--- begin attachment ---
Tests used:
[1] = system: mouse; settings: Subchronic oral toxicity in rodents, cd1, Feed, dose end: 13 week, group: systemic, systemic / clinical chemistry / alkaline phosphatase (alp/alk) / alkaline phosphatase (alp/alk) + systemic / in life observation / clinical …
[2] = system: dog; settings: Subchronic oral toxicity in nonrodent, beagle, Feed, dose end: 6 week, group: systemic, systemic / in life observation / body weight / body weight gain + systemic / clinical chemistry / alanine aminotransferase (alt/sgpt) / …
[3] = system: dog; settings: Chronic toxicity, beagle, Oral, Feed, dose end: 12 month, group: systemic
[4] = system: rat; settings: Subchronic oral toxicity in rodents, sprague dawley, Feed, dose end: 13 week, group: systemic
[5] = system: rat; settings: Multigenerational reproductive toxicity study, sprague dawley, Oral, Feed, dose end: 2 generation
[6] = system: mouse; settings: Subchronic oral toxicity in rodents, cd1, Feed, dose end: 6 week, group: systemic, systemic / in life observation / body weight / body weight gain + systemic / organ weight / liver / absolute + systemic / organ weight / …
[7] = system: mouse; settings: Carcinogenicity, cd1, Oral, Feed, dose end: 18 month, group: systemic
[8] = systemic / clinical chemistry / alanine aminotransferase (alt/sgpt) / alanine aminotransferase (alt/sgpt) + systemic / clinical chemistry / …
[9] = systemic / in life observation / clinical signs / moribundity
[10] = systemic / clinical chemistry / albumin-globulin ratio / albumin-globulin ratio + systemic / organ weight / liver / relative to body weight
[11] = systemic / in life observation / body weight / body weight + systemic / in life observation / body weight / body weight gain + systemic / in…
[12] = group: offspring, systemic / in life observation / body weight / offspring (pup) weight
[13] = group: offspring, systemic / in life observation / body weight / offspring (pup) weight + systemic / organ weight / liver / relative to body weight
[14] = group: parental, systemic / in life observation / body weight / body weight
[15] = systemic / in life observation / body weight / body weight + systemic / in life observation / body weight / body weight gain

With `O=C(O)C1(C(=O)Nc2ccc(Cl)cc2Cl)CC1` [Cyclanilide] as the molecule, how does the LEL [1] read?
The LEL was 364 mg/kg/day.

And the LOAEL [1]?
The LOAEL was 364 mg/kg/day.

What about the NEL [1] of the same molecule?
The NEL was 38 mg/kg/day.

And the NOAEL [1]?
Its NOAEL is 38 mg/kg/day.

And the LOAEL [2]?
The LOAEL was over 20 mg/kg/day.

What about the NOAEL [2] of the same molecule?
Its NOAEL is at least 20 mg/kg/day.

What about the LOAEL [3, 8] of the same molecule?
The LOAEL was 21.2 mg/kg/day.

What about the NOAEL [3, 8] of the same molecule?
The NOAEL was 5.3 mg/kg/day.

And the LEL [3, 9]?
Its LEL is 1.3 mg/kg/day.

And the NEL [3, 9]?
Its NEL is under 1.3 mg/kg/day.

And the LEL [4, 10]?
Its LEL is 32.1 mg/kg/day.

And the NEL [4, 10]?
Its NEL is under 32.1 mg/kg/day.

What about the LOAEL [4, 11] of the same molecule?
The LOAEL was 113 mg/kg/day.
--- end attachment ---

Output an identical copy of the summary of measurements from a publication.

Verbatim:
Tests used:
[1] = system: mouse; settings: Subchronic oral toxicity in rodents, cd1, Feed, dose end: 13 week, group: systemic, systemic / clinical chemistry / alkaline phosphatase (alp/alk) / alkaline phosphatase (alp/alk) + systemic / in life observation / clinical …
[2] = system: dog; settings: Subchronic oral toxicity in nonrodent, beagle, Feed, dose end: 6 week, group: systemic, systemic / in life observation / body weight / body weight gain + systemic / clinical chemistry / alanine aminotransferase (alt/sgpt) / …
[3] = system: dog; settings: Chronic toxicity, beagle, Oral, Feed, dose end: 12 month, group: systemic
[4] = system: rat; settings: Subchronic oral toxicity in rodents, sprague dawley, Feed, dose end: 13 week, group: systemic
[5] = system: rat; settings: Multigenerational reproductive toxicity study, sprague dawley, Oral, Feed, dose end: 2 generation
[6] = system: mouse; settings: Subchronic oral toxicity in rodents, cd1, Feed, dose end: 6 week, group: systemic, systemic / in life observation / body weight / body weight gain + systemic / organ weight / liver / absolute + systemic / organ weight / …
[7] = system: mouse; settings: Carcinogenicity, cd1, Oral, Feed, dose end: 18 month, group: systemic
[8] = systemic / clinical chemistry / alanine aminotransferase (alt/sgpt) / alanine aminotransferase (alt/sgpt) + systemic / clinical chemistry / …
[9] = systemic / in life observation / clinical signs / moribundity
[10] = systemic / clinical chemistry / albumin-globulin ratio / albumin-globulin ratio + systemic / organ weight / liver / relative to body weight
[11] = systemic / in life observation / body weight / body weight + systemic / in life observation / body weight / body weight gain + systemic / in…
[12] = group: offspring, systemic / in life observation / body weight / offspring (pup) weight
[13] = group: offspring, systemic / in life observation / body weight / offspring (pup) weight + systemic / organ weight / liver / relative to body weight
[14] = group: parental, systemic / in life observation / body weight / body weight
[15] = systemic / in life observation / body weight / body weight + systemic / in life observation / body weight / body weight gain

With `O=C(O)C1(C(=O)Nc2ccc(Cl)cc2Cl)CC1` [Cyclanilide] as the molecule, how does the LEL [1] read?
The LEL was 364 mg/kg/day.

And the LOAEL [1]?
The LOAEL was 364 mg/kg/day.

What about the NEL [1] of the same molecule?
The NEL was 38 mg/kg/day.

And the NOAEL [1]?
Its NOAEL is 38 mg/kg/day.

And the LOAEL [2]?
The LOAEL was over 20 mg/kg/day.

What about the NOAEL [2] of the same molecule?
Its NOAEL is at least 20 mg/kg/day.

What about the LOAEL [3, 8] of the same molecule?
The LOAEL was 21.2 mg/kg/day.

What about the NOAEL [3, 8] of the same molecule?
The NOAEL was 5.3 mg/kg/day.

And the LEL [3, 9]?
Its LEL is 1.3 mg/kg/day.

And the NEL [3, 9]?
Its NEL is under 1.3 mg/kg/day.

And the LEL [4, 10]?
Its LEL is 32.1 mg/kg/day.

And the NEL [4, 10]?
Its NEL is under 32.1 mg/kg/day.

What about the LOAEL [4, 11] of the same molecule?
The LOAEL was 113 mg/kg/day.